Will Smith stars as Nicky Spurgeon a.k.a “Mellow”, a veteran con man who leads an entire legion of expert con artists during Super Bowl weekend in New Orleans. After an attempt to con him fails, rookie Jess Barrett (Margot Robbie) gets taken in under Nicky’s wing where she eventually falls for him. Together they have solid chemistry which is important for a movie that promotes itself like a high stakes heist film, but is actually more of a romantic drama. Sure, there’s still a con involved, but it’s buried so deep by a quasi-love story that it kind of feels like you’re watching a completely different movie from what it began as.

The romantic aspect of the film isn’t bad, but it sure isn’t as interesting as the moments where we are trying to guess whether or not Will Smith is pulling a con. Thus, instead of an exciting thriller with a strong romantic subplot, we’re left with a decent, but forgettable movie about a girl that wants to trust a guy, but a guy who can’t stop lying. Maybe, convincing us that this would be a movie about con-artists was the real con.


Better Late than Never Reviews

The_Duff_posterTHE DUFF Every generation deserves at least one good teen movie. Now those “loveable” millennials have theirs in this film about a young girl (Mae Whitman) who discovers that she is the Designated Ugly/Fat Friend to her two attractive and popular high school buddies. With the help of her Jock next door neighbor (Robbie Amell), she sets out to shake her label and fend off her cyber-bully nemesis (Bella Thorne) in time to woo her class crush (Nick Eversman).

This movie isn’t quite funny enough to be Mean Girls or Can’t Hardly Wait, due in large part to Bella Thorne’s flat performance as the primary antagonist. She’s like a thrift shop version of Rachel McAdams’ Regina George. Ken Jeong’s annoying portrayal of a high school teacher could’ve also been left out. But, the movie does strike the necessary chords to be memorable. Relative newcomer Mae Whitman is magnetic in the lead role and her back and forth chemistry with Robbie Amell is undeniably refreshing. So, while The DUFF may not be a classic, it certainly deserves credit for being witty and for managing to effectively refresh the genre for the newest generation of teenage moviegoers. FINAL GRADE: B+


Still_Alice_-_Movie_PosterSTILL ALICE Julianne Moore stars as a Linguistics professor and mother of three (Kate Bosworth, Hunter Parrish, and Kristen Stewart) going through early-onset Alzheimer’s. Alec Baldwin co-stars as her fellow collegiate professor husband trying to keep her from losing herself as she battles this devastating, memory effecting illness. From the start, it is easy to see why Moore won the Oscar for Best Actress as she gives an emotionally powerful performance that guides what could’ve been a bland narrative.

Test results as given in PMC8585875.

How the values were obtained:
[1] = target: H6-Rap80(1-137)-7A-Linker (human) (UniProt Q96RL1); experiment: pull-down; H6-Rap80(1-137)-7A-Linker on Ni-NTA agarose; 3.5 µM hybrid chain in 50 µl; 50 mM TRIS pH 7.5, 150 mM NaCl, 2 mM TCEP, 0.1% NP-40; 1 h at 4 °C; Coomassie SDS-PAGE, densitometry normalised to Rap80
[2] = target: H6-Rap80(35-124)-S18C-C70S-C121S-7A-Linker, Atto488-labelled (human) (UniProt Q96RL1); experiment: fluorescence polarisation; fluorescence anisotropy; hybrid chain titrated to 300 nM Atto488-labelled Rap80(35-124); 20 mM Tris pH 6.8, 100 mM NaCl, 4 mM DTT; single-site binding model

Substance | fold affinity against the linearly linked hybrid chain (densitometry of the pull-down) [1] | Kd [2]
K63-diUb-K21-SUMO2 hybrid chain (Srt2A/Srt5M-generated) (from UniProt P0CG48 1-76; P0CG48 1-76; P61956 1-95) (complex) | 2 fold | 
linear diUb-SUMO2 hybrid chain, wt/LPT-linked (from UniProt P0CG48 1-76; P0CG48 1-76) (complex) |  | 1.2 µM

Kristen Stewart (yes, Twilight Kristen Stewart) is the obvious weak link here. She isn’t quite terrible throughout, but any time she is asked to monologue or show more than the average dose of emotional depth, she absolutely flounders and kills the vibe. Ironically, her character is an aspiring actress. But luckily for us, Julianne Moore’s Alice Howland is our focal point and she gives a performance that may just leave you in tears of sorrow and joy as she shows how one can confront a debilitating disease with dignity and love. FINAL GRADE: B


SB-2_posterSPONGEBOB: SPONGE OUT OF WATER Nickelodeon’s longest running cartoon character returns to the big screen for his newest dizzying adventure. This time everyone’s favorite whimsical sponge must team up with his arch-rival to bring back the missing recipe for Bikini Bottom’s most coveted fast food sandwich before the town falls deeper into chaos. Spongebob’s mission takes him on a journey through time and even above water to challenge Antonio Banderas as the new villain, Burger Beard.

It should go without saying, that if you don’t like Spongebob, this movie will be the most annoying two hours of your life. But if you’re familiar with the show, and how it can borderline on inappropriate for young ages in the same vein of Ren and Stimpy, then there will be plenty of tongue and cheek laughs. Don’t expect the story to be nearly as coherent as my plot summary and if you’re prepping to see CGI superhero action like what’s promised on the poster and in the trailer, expect disappointment there as well. The vast majority of the film takes place in the usual animated setting of the TV show. I am a quasi-fan of Spongebob fan, so I found it watchable enough, but parents of young children should beware. FINAL GRADE: B-